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## Wave Amplitude as a Function of Interplanetary Parameters

Although studying the occurrence rate helps us to understand the sources of pulsations, the relationships between the wave power and solar wind parameters need to be studied further since it is possible that some solar wind parameters do not control the occurrence of pulsations but instead affect the magnitude of their wave power. Below we examine the most important parameters that affect the wave power, namely, the solar wind velocity and the IMF orientation.

Figure 10 shows the scatterplots and linear least squares fits of wave power data versus solar wind speeds for the events. For all the frequency bands, the wave power in the logarithmic scale increases approximately linearly with the solar wind speed although the scatter in wave power is quite large. There is no apparent threshold for the solar wind velocity that enhances the power of pulsations.

 Figure 10. Scatterplots and linear least squares fits of wave power data versus solar wind speeds for the events.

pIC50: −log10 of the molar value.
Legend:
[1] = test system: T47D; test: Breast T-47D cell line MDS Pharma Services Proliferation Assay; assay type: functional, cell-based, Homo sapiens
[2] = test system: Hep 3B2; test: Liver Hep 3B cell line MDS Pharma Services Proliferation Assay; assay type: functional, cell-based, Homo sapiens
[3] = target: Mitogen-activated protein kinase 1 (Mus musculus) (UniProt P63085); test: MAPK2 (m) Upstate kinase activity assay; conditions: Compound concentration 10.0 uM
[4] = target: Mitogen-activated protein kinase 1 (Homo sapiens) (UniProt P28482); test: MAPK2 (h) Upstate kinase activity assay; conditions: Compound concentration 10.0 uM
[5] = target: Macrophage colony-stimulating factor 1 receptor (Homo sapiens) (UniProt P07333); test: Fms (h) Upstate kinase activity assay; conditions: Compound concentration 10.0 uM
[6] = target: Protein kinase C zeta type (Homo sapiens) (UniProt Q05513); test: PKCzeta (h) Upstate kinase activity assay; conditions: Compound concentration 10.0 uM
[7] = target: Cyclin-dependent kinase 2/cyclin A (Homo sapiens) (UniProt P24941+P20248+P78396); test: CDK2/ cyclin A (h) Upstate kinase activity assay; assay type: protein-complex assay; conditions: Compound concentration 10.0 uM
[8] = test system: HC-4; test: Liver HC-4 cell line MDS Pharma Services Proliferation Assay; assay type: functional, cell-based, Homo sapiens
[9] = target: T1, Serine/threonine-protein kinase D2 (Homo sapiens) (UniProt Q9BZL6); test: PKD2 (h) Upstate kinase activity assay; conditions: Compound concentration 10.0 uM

The relationships between the wave power and the IMF orientation is presented in Figure 11, where we plot the mean values of P2 and P5. The vertical bars in Figure 11 span between +1 and -1 standard deviation of the means. The data are divided into three subsets, corresponding to the conditions of low IMF cone angles (), intermediate IMF cone angles (), and high IMF cone angles (). The error of estimation for P2 as is greater than those of other cases since P2 events occur less frequently under such a condition. On the average, P2 is greater when the IMF is southward (). However, for P5 events, the wave power does not seem to be affected by the IMF clock angle except for low IMF cone angle conditions. The only condition when P5 is larger than the average level is when the IMF is roughly aligned with the Sun-Earth line and also close to the equatorial plane.

 Figure 11. (left) Mean and standard error of mean for P2 under three different ranges of IMF cone angles . (right) Same plot for P5.

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